Home pagePress monitoringNanoscale tweezers can perform single-molecule biopsies on...

Nanoscale tweezers can perform single-molecule biopsies on individual cells

Date: 3.12.2018 

Using electrical impulses, the 'tweezers' can extract single DNA,sproteins and organelles from living cells without destroying them.

Kredit: Imperial College London.A new technique, developed by a team led by Professor Joshua Edel and Dr Alex Ivanov at Imperial College London, enables researchers to extract single molecules from live cells, without destroying them. The research, published today in the journal Nature Nanotechnology, could help scientists in building up a 'human cell atlas', providing new insights into how healthy cells function and what goes wrong in diseased cells.

Professor Joshua Edel, from the Department of Chemistry at Imperial, said: "With our tweezers, we can extract the minimum number of molecules that we need from a cell in real time, without damaging it. We have demonstrated that we can manipulate and extract several different parts from different regions of the cell - including mitochondria from the cell body, RNA from different locations in the cytoplasm and even DNA from the nucleus."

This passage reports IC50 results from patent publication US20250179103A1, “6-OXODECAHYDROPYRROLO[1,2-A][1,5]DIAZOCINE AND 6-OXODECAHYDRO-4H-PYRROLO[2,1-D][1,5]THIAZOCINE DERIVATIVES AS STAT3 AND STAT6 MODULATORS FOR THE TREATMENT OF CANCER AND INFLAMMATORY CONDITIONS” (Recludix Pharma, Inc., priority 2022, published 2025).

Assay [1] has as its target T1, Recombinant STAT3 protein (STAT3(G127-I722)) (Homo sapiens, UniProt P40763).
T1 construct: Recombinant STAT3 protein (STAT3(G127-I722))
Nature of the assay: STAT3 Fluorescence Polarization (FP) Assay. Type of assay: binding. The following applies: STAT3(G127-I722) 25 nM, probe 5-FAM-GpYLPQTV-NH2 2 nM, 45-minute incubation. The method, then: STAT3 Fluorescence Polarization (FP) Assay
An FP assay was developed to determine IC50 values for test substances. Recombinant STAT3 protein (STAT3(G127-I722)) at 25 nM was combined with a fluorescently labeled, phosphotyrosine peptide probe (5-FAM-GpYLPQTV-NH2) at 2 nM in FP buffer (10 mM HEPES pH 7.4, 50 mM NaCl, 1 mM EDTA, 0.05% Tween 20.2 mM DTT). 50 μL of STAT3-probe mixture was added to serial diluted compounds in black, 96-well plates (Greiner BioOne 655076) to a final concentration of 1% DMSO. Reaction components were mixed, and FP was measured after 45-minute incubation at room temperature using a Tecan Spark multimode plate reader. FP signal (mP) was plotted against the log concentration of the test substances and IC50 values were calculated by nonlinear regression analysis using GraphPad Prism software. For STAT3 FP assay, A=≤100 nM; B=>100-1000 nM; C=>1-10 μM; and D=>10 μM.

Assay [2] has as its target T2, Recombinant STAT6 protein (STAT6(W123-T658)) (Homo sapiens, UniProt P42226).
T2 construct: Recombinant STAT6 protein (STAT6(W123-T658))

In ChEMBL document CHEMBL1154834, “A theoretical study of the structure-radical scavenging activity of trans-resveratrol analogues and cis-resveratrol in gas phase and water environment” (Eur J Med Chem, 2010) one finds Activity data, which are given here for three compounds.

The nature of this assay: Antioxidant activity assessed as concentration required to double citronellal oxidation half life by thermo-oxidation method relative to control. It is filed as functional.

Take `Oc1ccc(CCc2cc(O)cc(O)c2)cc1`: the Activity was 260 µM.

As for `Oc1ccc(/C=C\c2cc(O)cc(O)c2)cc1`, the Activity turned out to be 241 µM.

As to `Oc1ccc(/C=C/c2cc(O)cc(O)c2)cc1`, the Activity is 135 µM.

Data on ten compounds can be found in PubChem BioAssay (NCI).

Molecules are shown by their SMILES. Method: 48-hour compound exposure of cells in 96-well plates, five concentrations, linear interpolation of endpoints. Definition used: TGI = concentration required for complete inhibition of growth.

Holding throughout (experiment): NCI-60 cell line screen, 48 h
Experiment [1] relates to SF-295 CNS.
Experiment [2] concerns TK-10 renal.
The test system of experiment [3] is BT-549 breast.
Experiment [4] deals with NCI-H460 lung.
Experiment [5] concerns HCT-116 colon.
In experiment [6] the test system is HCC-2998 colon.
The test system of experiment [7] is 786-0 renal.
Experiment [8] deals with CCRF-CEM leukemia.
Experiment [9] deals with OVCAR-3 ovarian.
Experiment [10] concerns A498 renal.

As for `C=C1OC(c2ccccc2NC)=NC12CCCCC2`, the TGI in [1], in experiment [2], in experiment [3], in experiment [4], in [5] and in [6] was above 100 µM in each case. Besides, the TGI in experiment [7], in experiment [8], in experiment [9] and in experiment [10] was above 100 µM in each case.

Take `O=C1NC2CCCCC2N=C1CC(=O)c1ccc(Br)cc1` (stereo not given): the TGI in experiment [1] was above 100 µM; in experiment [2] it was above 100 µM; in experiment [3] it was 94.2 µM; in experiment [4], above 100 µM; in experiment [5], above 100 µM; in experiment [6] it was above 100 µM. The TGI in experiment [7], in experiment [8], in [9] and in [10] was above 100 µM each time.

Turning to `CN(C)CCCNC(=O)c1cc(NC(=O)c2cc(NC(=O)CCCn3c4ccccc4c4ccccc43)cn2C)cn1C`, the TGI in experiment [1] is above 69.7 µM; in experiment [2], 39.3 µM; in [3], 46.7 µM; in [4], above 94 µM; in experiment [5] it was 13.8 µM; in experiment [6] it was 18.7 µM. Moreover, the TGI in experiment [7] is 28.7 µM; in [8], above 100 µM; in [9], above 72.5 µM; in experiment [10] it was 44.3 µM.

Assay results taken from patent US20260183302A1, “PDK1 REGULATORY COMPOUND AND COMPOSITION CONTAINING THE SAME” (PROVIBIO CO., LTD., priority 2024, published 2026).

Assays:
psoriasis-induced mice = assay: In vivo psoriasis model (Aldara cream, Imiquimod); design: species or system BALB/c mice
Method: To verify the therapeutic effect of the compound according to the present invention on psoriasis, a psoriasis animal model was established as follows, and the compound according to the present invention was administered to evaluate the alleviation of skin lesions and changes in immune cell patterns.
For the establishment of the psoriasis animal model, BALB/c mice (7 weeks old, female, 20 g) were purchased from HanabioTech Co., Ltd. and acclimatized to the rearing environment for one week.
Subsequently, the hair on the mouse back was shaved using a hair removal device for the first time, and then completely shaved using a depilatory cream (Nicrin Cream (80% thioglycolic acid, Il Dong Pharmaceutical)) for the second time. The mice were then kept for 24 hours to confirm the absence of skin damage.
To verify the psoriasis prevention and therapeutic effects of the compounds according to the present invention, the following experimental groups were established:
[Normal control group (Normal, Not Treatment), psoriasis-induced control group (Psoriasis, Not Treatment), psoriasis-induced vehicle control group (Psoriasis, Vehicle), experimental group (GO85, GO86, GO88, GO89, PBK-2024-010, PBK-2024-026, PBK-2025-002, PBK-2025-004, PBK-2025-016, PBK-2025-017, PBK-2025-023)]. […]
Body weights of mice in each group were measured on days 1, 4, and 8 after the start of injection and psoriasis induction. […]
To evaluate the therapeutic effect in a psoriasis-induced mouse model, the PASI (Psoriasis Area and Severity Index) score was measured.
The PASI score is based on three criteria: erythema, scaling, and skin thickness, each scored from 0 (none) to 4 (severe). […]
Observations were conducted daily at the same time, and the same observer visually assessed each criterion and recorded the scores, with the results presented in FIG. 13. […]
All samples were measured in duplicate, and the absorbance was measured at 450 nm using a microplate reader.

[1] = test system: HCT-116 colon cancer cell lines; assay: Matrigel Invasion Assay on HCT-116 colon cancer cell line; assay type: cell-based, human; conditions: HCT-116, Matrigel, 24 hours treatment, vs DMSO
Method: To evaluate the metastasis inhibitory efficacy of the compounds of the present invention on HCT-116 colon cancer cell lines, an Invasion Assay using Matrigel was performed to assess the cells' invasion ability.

The tweezers are formed from a sharp glass rod terminating with a pair of electrodes made from a carbon-based material much like graphite. The tip is less than 50 nanometers (a nanometre is one-millionth of a millimetre) in diameter and is split into two electrodes, with a 10 to 20-nanometre gap between them.

By applying an alternating current voltage, this small gap creates a powerful highly localised electrical field that can trap and extract the small contents of cells such as DNA and transcription factors - molecules that can change the activity of genes.

 


 

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